The Magic of Zelda: Breath of The Wild


I’ve had The Legend of Zelda: Breath of The Wild in my possession for about a weekend and I yet I feel like I’ve spent an eternity with the game. This is because the world of the game is one that feels lived in by not only the characters within the game, but by me, the player. I’ve put in tons of hours into the game. In fact, I’ve put in too many hours into the game. But, at this point I don’t care. All I want to do is experience the world. Leading up to its release, many of the writers, critics, and analysts pointed out in their reviews and discussions a certain “magic” about the game. A thing that many had in common was that they could not pinpoint exactly what that magic was. I too see this magic and even though I may not be able to put it together as eloquently as some, I may still be able to give describing that “magic” a shot.


During this last weekend I have been tweeting and messaging my friends nonstop about The Legend of Zelda: Breath of The Wild. My messages have ranged from “Have you seen this” to “How do you do this” to “I can’t believe this happened” and every variation. I’ve messaged friends about how angry I was that other developers have not made open world games like this before. Breath of The Wild seems to me to be the correct way to put together an open world. It’s one of the only games I can think of that seems to do it right.

The world of Breath of The Wild is its own character. By this, I mean that it has its own personality, crazy amounts of stories, and importance. The game is about discovery and the world was made with this in mind. I’ve played maybe about 15 hours of the game and already have a crazy amount of stories involving random boss encounters, islands I’ve discovered, characters I’ve met, tactics I’ve come up with, shrines I’ve discovered, and the list can go on and on. It differs from other games in that its open world not only has a reason to exist, the game is strictly about that world. The game is about the story that the world has to tell you. The game doesn’t tell you what is where. It allows you to discover these things by yourself. The game doesn’t tell you how everything works. The game expects you to learn. The game expects you to discover. That discovery is core to the experience.×1080.png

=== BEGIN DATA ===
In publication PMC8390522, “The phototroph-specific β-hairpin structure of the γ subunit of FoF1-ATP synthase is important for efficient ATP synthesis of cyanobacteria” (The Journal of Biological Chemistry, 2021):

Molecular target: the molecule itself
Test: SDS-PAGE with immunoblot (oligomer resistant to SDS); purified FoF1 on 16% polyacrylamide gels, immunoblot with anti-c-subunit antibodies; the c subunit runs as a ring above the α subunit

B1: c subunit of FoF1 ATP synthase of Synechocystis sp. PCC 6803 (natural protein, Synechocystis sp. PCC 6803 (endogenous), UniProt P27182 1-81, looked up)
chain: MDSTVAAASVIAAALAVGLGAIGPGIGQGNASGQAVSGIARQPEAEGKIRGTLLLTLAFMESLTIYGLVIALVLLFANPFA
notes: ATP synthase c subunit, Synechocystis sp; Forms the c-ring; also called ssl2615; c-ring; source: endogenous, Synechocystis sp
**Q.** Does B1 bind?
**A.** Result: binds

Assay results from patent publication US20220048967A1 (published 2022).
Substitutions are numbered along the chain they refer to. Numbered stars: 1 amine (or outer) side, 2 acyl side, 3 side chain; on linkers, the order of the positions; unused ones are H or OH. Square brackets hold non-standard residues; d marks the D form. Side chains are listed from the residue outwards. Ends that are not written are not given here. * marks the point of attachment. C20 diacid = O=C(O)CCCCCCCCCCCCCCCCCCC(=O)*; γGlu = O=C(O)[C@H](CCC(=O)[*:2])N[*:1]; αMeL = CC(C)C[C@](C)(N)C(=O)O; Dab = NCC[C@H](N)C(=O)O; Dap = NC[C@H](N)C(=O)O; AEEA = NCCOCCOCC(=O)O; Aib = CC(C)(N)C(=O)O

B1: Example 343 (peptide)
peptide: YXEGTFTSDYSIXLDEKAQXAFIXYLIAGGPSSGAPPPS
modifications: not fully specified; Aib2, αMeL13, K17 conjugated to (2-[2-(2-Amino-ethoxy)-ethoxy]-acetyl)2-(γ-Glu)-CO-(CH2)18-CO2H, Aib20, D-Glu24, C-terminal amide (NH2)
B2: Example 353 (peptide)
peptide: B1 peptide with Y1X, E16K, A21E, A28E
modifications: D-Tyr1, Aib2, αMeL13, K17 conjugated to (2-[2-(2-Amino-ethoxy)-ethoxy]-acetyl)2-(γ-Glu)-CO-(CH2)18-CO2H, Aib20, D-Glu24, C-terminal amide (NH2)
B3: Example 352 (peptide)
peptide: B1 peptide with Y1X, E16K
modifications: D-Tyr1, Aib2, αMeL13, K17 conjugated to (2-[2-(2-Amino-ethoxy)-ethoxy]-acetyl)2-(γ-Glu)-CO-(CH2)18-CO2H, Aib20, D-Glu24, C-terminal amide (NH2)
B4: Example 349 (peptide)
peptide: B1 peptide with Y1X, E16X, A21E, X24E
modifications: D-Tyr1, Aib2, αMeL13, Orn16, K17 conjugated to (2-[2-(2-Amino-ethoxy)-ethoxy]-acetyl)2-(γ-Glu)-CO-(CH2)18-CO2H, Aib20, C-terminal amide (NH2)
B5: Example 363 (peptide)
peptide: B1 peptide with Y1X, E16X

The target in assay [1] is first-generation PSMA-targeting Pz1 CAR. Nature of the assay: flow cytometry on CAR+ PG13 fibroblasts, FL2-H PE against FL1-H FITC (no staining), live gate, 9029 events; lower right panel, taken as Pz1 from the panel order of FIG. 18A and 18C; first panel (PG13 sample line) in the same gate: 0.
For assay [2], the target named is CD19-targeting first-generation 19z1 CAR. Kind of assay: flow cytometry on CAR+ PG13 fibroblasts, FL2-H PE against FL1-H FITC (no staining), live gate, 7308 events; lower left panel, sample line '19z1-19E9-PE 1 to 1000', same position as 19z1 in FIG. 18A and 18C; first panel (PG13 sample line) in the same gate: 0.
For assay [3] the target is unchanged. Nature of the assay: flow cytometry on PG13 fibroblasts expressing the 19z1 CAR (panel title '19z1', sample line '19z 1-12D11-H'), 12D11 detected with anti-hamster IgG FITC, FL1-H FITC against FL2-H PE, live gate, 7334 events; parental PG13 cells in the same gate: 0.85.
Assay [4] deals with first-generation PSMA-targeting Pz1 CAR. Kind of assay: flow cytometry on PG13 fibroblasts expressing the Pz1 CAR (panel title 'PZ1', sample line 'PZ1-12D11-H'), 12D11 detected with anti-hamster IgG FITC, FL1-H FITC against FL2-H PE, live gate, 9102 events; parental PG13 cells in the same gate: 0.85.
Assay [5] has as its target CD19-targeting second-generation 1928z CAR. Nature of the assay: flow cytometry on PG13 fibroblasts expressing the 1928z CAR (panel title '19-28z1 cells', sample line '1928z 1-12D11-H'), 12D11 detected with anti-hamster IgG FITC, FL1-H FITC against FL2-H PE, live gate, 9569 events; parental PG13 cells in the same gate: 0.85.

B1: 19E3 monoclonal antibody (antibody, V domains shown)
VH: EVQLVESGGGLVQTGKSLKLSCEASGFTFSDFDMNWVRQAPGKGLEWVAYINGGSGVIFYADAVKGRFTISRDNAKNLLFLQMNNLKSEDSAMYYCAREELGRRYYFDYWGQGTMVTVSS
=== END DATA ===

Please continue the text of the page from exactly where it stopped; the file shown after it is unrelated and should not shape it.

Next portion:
Breath of The Wild’s design reminds me of what it is like to take a trip. In real life, there is a difference between the experience of flying, driving, and walking. A flight from Seattle to Miami would be a quick easy experience. A drive would be much slower, but would allow for an experience that would have been previously lost. However, if I were to walk to Miami from Seattle, the experience would be life changing. I would meet people, understand the land in a deeper way, read every sign, and become intimate with the world around me. The Legend of Zelda: Breath of The Wild forces you to slow down and walk. The game wants you to take in the details of the world. The game wants you to understand the intricacies of the design. It wants you to take a second to enjoy the experience rather than just unlock the next cut scene or complete the next objective. The game wants you to take a breath. And I believe in that moment of serenity is where the magic lies.


This piece was written by Blessing Adeoye. You can find Blessing on the internet either getting into dance battles or praising Jet Force Gemini at @blessingjr on the Twittersphere.

  1. Paul Morgan Warren says

    POTENTIAL QUESTION: do you think you’ll end up spending more time on Zelda BotW, or on Personna 5? (also, I heard P5 has Kanji lessons – wonder if that will stay in the English localisations)

  2. Paul Morgan Warren says

    POTENTIAL QUESTION: thoughts on Iron Fist getting pretty bad reviews

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